The Question Time episode featured an audience entirely composed of under 30-year-olds and the question was: “Grandma is to blame for Brexit but since when did youth trump experience?”
One audience member said 16-18 year-olds should be given the vote but one passionate Brexiteer hit out against this.
He said: “I completely disagree, I don’t think 16-year-olds should be given the vote, I think you should be 18 as a consenting adult.”
Question Time presenter David Dimbleby asked: “Was Grandma right?”
Brexit news: The Brexiteer made a passionate case on the flagship programme
To which the audience member replied: “I do think Grandma was right, but one thing that annoys is who says all these young people didn’t vote for Brexit?
“All my friends, all under the age of 25 all voted Brexit. All of my community voted Brexit and most people I know voted Brexit.
“It really, really grinds on me when politicians say all the young people didn’t vote for it. We did vote for it and we know what we voted for.
“We voted to leave the Customs Union, we voted to leave the Single Market, we voted to take back control.
“We don’t want a jobs first Brexit, we want people’s first Brexit. That’s what we voted for, we want our democracy back and that should be the basics of it
Brexit news: David Dimbleby said the polls showed more young people voted Remain
“It’s not about jobs, it’s not about the economy, it’s not about living standards, it’s about people, it’s about democracy.”
David Dimbleby said the statistics from the polls that were done show 73 per cent of people under 25 voted to Remain.
But the relentlessly passionate Brexiteer did not relent, adding: “According to what polls? The same polls that said Remain were going to win and the same polls that said The Conservatives were going to win a majority in the last General Election?”
Mr Dimbleby replied: “No, but they were done afterwards, asking people how they voted.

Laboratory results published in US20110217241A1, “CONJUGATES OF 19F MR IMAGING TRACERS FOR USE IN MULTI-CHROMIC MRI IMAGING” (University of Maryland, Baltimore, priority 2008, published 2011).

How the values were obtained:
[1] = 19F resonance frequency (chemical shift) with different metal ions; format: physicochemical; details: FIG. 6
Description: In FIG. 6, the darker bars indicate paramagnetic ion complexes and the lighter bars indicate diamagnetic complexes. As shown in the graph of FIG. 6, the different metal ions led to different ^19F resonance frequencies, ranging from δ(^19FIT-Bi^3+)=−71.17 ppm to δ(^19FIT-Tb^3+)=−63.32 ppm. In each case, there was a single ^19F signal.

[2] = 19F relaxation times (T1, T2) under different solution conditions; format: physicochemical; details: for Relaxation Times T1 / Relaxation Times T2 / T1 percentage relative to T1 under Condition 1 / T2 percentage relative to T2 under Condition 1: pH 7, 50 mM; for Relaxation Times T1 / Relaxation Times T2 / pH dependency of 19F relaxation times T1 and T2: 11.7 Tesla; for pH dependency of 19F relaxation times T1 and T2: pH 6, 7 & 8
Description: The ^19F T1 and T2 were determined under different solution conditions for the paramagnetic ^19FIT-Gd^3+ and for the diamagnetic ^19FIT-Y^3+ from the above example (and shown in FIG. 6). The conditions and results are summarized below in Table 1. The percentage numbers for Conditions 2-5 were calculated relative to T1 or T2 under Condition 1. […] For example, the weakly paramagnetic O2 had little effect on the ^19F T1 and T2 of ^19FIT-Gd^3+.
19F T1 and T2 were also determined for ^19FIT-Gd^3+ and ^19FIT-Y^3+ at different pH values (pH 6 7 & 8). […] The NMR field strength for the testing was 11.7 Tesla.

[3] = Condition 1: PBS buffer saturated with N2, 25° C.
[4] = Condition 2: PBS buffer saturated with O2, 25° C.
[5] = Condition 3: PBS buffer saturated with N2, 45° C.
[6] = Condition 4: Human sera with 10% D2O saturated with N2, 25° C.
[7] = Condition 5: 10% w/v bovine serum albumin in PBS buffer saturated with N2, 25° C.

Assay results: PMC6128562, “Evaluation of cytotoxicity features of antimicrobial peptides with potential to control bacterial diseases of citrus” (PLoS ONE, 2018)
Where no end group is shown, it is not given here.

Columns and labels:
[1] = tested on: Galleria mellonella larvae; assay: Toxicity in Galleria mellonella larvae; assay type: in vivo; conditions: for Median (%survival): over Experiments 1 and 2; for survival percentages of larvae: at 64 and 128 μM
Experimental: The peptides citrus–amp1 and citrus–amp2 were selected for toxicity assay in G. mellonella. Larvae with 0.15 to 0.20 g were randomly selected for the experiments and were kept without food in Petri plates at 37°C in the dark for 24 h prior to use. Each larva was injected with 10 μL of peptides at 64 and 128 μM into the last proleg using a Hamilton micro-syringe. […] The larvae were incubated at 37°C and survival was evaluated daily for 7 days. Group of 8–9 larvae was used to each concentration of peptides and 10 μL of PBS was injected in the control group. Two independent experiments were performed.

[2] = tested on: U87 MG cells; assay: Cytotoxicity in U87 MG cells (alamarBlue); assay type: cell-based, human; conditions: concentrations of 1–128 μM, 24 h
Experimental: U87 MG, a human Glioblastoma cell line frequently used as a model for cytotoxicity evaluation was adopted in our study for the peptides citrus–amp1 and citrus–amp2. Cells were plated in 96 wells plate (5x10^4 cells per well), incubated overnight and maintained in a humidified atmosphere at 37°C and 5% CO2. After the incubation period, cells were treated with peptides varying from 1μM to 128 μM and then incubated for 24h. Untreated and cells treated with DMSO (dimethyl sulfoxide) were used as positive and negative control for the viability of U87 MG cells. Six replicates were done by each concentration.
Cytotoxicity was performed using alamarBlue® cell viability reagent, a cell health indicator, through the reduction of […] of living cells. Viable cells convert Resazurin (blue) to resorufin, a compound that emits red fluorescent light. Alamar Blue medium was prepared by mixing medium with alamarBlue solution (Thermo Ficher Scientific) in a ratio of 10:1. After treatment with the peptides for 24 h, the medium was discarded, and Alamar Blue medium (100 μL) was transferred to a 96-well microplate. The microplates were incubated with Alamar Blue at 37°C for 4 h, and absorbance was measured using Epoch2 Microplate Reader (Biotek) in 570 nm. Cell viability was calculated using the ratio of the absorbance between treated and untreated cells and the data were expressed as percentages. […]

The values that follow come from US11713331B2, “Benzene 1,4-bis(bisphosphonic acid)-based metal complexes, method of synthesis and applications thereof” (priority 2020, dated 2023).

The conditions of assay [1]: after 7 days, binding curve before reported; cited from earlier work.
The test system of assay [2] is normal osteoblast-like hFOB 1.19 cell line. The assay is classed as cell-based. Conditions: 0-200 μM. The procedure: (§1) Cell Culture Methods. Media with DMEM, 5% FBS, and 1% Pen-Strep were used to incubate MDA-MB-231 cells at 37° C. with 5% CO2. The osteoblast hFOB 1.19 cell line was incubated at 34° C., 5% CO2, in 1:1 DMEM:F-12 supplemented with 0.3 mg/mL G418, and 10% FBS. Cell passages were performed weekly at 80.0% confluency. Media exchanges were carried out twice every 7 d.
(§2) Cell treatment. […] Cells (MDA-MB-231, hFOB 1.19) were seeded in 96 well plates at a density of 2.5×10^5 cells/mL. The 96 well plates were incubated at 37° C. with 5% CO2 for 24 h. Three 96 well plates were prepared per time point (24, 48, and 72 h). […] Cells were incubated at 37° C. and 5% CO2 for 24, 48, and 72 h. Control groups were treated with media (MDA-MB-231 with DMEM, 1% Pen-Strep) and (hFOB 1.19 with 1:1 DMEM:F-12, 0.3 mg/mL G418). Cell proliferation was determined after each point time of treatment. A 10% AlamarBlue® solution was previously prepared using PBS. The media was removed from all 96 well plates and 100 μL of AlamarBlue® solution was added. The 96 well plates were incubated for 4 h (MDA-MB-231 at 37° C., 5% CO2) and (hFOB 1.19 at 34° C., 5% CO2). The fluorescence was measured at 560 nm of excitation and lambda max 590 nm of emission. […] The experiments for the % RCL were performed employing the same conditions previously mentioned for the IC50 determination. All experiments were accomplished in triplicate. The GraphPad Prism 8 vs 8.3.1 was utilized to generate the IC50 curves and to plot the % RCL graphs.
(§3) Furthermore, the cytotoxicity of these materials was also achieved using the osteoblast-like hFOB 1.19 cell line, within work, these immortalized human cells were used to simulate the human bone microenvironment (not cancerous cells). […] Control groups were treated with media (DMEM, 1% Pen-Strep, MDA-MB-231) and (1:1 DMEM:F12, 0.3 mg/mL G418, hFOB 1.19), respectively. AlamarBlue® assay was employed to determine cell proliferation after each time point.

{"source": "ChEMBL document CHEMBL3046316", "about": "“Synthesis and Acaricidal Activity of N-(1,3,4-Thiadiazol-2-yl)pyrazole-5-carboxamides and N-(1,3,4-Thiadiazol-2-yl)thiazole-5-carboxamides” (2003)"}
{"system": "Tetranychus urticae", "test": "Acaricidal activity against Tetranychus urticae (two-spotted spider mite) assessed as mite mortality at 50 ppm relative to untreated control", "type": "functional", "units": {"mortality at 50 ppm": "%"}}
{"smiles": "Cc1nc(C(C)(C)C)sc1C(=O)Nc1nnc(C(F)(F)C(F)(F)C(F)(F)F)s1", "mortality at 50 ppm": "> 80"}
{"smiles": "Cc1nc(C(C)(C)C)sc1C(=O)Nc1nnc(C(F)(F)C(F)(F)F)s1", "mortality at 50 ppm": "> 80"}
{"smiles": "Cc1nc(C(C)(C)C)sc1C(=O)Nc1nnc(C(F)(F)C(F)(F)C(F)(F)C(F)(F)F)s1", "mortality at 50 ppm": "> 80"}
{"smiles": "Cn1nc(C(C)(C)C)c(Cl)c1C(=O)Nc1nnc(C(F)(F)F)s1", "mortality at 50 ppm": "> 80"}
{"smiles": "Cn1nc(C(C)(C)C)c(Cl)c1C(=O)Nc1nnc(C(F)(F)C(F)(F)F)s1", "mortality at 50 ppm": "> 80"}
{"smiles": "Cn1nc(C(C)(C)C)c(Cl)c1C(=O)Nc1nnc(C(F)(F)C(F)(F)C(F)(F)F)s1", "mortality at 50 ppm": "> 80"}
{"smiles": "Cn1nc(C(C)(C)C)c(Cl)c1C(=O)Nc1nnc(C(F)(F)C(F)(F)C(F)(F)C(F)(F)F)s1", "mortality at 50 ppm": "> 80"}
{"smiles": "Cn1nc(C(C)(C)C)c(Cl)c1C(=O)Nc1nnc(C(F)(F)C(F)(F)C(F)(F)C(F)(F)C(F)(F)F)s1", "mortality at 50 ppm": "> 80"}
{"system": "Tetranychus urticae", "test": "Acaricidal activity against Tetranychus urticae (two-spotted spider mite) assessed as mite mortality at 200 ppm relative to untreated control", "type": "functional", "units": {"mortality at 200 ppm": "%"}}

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“But you know, you may be right.”
The Brexiteer replied: “I’m just sick of hearing people say young people didn’t vote for Brexit.
“Most of my friends, most of the north, everybody was voting for Brexit. I struggled to find anyone who lived near me who voted Remain.”
But Labour’s Shami Chakrabarti disagreed with the Brexiteer’s verdict.
She said she respected his decision to vote to leave the European Union but we “cannot have a people’s first Brexit”.
Brexit news: Ms Chakrabarti said she believed in Parliamentary democracy
Lady Chakrabarti added: “You can’t have a ‘people’s first Brexit’, as you call it if you are not looking out for jobs and human rights standards.
“And on the question of whether truth trumps experience, younger people are going to live with whatever deal we get, or don’t get, for a lot longer time than I am going to have to live with.
“I passionately believe in votes at 16. At 16 you can join the military, you can get married, you can pay tax – what happened to no taxation without representation.
“We need to start bringing the generations, and the regions of the country together.”
David Dimbleby pressed Lady Chakrabarti and said many Labour members would like to see another referendum and whether she would like to see that.
The Labour peeress replied: “We can keep having referendums as long as we want, I happen to believe in Parliamentary democracy.”